The light sources 10 and 10' of FIGS. 1 and 2 are well suited for application in various optical fiber systems and devices. One such device is the optical gyroscope, illustrated in schematic form in FIG. 3 and designated generally therein by the reference character 30. A full disclosure of optical gyroscopes and related ring interferometers may be found in U.S. Pat. No. 4,013,365 to Vali et al, the disclosure of which is incorporated herein by reference. As shown in FIG. 3, the optical gyroscope 30 includes at least one coil or loop of an optical fiber waveguide 32 with the respective ends 34 and 36 of the loop defining input/output ports. The ends 34 and 36 are positioned on opposite sides of a beam splitter 38. A light source in accordance with the present invention, such as the light source 10' of FIG. 2, is positioned to direct light into the beam splitter 38 while a detector 40 is positioned to receive light energy from the beam splitter.
In operation, the high radiant intensity, low temporal coherence output of the light source 10 is directed into the beam splitter 38 which transmits a portion of the light into the end 34 and reflects the remaining portion into the end 36 to provide two counter travelling light beams in the optical waveguide 32. The clockwise travelling light beam exits the end 36 and passes through the beam splitter 38 to the detector 40. In a like manner, the counterclockwise travelling beam exits the end 34 and is reflected into the detector 40 by the beam splitter 38. When the system of FIG. 3 is subjected to a relative spatial rotation, the effective path length of one of the two counter travelling light beams will appear longer while that of the other will appear shorter to produce an apparent path length difference. The detector 40 is effective to receive the combined beams of the clockwise and counterclockwise light paths and detect any phase shift differences developed as a result of spatial rotation in the plane of the optical fiber waveguide. The phase shifts are representative of displacements between the two counter travelling light beams and are representative of relative spatial rotations.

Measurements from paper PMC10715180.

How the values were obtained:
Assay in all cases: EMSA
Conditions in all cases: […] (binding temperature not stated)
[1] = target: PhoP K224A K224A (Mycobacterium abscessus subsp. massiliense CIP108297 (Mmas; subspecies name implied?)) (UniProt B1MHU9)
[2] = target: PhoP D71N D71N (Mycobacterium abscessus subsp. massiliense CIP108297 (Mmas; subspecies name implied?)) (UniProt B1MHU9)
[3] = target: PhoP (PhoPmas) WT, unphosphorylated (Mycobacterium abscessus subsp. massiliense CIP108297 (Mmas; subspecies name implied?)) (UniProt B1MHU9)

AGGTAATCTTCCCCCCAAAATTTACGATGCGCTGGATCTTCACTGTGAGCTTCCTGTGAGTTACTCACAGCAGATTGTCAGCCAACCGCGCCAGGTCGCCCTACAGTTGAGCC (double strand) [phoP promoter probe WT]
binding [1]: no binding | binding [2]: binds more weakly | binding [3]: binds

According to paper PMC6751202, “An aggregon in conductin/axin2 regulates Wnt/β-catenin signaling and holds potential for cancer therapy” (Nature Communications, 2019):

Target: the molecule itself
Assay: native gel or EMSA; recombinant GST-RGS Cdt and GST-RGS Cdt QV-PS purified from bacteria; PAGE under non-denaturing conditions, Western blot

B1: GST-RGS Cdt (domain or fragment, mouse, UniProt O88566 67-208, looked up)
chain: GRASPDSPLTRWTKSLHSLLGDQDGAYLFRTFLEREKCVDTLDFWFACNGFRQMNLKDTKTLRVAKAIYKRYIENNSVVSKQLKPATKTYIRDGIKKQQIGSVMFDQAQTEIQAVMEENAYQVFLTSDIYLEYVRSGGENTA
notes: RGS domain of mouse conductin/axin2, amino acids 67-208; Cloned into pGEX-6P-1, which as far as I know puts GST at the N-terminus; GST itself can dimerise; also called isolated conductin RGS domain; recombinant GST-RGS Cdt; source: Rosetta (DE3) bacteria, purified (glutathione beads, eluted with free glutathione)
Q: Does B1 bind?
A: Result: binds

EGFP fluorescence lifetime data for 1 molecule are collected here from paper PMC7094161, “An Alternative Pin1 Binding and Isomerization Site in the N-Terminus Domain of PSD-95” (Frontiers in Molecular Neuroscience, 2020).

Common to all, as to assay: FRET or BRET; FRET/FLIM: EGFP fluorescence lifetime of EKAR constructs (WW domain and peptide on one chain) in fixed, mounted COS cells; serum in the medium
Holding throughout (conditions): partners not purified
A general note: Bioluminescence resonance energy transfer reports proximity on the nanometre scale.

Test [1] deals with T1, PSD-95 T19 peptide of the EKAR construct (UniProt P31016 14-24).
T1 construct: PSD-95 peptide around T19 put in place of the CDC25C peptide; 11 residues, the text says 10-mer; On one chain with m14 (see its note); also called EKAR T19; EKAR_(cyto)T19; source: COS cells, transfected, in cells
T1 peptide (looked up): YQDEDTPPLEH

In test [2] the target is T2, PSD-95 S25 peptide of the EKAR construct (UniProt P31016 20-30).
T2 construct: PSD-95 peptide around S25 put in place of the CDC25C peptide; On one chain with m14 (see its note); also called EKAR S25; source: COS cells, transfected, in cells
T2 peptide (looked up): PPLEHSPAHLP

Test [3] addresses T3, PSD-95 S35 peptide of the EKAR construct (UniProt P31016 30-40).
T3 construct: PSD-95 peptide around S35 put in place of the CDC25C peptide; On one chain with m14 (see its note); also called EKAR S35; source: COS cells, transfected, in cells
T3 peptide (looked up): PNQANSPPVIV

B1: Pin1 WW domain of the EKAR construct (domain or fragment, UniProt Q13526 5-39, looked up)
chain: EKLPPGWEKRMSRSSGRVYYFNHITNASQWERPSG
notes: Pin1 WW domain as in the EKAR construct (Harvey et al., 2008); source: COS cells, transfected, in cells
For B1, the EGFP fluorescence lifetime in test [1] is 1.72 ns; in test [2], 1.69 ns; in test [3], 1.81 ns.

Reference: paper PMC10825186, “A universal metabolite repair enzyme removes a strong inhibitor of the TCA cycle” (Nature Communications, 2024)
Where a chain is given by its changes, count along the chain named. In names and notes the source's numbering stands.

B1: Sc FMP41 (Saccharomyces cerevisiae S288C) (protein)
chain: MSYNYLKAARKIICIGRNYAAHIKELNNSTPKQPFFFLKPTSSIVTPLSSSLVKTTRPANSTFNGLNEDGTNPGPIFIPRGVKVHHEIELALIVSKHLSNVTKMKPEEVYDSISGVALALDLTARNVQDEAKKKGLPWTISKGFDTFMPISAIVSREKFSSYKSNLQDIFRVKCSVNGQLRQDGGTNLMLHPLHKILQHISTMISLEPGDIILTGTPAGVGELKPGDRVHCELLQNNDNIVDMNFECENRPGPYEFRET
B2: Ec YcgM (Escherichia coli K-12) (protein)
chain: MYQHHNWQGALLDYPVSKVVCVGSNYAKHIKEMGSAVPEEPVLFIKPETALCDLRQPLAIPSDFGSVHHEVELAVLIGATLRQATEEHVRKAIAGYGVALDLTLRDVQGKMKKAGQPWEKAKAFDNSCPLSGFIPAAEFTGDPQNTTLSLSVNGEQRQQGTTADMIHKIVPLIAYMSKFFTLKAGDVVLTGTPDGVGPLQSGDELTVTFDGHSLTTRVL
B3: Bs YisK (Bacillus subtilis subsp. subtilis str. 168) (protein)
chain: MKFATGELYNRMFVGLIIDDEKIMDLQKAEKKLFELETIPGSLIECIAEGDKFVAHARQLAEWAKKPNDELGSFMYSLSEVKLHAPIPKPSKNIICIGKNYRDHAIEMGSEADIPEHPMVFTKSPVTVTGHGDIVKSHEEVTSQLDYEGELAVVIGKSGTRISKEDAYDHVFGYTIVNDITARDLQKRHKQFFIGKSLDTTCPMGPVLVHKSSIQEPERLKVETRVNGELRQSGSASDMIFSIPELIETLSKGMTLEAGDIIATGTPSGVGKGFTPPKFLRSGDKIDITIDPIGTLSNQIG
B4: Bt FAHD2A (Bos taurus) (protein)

In the application of FIG. 3, the light source of the present invention provides a high radiant intensity that permits the determination of small angular rates and of high rotation rates with high precision. The low temporal coherence and smoothly distributed, structure free wavelength characteristics of the output light avoid interference effects due to scattering that can make difficult the identification of the intelligence bearing signal. Additionally, the relative temperature independence of the output, when compared to semi-conductor LED's and laser diodes, contributes to optimum device operation.
In addition to the aforementioned laser diode, various pump sources including laser-type sources, for example, a krypton ion laser, and non-lasing sources can be applicable for providing pump power. Lateral coupling of the pump power to the waveguide, while somewhat less efficient utilization of pump power, can also be employed. One end of the waveguide or fiber can be made reflective while the output end provides minimal reflectivity. For example, the output end of the fiber segment may be cleaved at an angle, coated with antireflection coating or immersed in index matching fluid, etc.